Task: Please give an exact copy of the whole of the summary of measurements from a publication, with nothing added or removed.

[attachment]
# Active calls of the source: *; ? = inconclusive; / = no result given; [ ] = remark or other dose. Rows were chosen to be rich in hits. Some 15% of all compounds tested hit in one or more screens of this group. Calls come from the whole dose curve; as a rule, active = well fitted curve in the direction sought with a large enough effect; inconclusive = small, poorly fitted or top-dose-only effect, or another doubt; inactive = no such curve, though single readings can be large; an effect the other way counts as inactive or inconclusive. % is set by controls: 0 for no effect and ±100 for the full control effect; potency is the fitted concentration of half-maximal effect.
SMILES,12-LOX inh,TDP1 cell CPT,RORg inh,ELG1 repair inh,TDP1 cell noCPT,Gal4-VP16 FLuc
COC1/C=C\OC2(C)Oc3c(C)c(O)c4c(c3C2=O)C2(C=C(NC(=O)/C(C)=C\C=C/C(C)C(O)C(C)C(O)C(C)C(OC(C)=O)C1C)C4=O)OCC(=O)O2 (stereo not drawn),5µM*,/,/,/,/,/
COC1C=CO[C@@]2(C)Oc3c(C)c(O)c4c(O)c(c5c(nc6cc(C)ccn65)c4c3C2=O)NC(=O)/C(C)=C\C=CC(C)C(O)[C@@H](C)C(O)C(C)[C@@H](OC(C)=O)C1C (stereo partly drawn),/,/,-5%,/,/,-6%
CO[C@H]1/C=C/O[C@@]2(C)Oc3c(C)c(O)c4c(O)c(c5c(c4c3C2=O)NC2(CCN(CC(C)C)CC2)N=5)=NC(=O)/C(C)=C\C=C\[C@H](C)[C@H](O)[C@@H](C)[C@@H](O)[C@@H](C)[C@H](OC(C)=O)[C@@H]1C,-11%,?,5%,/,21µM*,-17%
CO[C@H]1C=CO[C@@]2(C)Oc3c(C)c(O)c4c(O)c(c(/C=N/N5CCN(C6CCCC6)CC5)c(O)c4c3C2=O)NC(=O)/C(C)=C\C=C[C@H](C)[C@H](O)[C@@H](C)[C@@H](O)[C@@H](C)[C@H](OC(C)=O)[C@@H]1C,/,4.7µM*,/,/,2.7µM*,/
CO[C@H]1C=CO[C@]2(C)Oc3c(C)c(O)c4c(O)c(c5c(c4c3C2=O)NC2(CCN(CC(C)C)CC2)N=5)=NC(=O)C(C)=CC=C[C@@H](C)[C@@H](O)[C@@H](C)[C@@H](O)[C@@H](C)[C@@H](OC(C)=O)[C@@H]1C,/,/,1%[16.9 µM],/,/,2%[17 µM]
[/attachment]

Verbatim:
# Active calls of the source: *; ? = inconclusive; / = no result given; [ ] = remark or other dose. Rows were chosen to be rich in hits. Some 15% of all compounds tested hit in one or more screens of this group. Calls come from the whole dose curve; as a rule, active = well fitted curve in the direction sought with a large enough effect; inconclusive = small, poorly fitted or top-dose-only effect, or another doubt; inactive = no such curve, though single readings can be large; an effect the other way counts as inactive or inconclusive. % is set by controls: 0 for no effect and ±100 for the full control effect; potency is the fitted concentration of half-maximal effect.
SMILES,12-LOX inh,TDP1 cell CPT,RORg inh,ELG1 repair inh,TDP1 cell noCPT,Gal4-VP16 FLuc
COC1/C=C\OC2(C)Oc3c(C)c(O)c4c(c3C2=O)C2(C=C(NC(=O)/C(C)=C\C=C/C(C)C(O)C(C)C(O)C(C)C(OC(C)=O)C1C)C4=O)OCC(=O)O2 (stereo not drawn),5µM*,/,/,/,/,/
COC1C=CO[C@@]2(C)Oc3c(C)c(O)c4c(O)c(c5c(nc6cc(C)ccn65)c4c3C2=O)NC(=O)/C(C)=C\C=CC(C)C(O)[C@@H](C)C(O)C(C)[C@@H](OC(C)=O)C1C (stereo partly drawn),/,/,-5%,/,/,-6%
CO[C@H]1/C=C/O[C@@]2(C)Oc3c(C)c(O)c4c(O)c(c5c(c4c3C2=O)NC2(CCN(CC(C)C)CC2)N=5)=NC(=O)/C(C)=C\C=C\[C@H](C)[C@H](O)[C@@H](C)[C@@H](O)[C@@H](C)[C@H](OC(C)=O)[C@@H]1C,-11%,?,5%,/,21µM*,-17%
CO[C@H]1C=CO[C@@]2(C)Oc3c(C)c(O)c4c(O)c(c(/C=N/N5CCN(C6CCCC6)CC5)c(O)c4c3C2=O)NC(=O)/C(C)=C\C=C[C@H](C)[C@H](O)[C@@H](C)[C@@H](O)[C@@H](C)[C@H](OC(C)=O)[C@@H]1C,/,4.7µM*,/,/,2.7µM*,/
CO[C@H]1C=CO[C@]2(C)Oc3c(C)c(O)c4c(O)c(c5c(c4c3C2=O)NC2(CCN(CC(C)C)CC2)N=5)=NC(=O)C(C)=CC=C[C@@H](C)[C@@H](O)[C@@H](C)[C@@H](O)[C@@H](C)[C@@H](OC(C)=O)[C@@H]1C,/,/,1%[16.9 µM],/,/,2%[17 µM]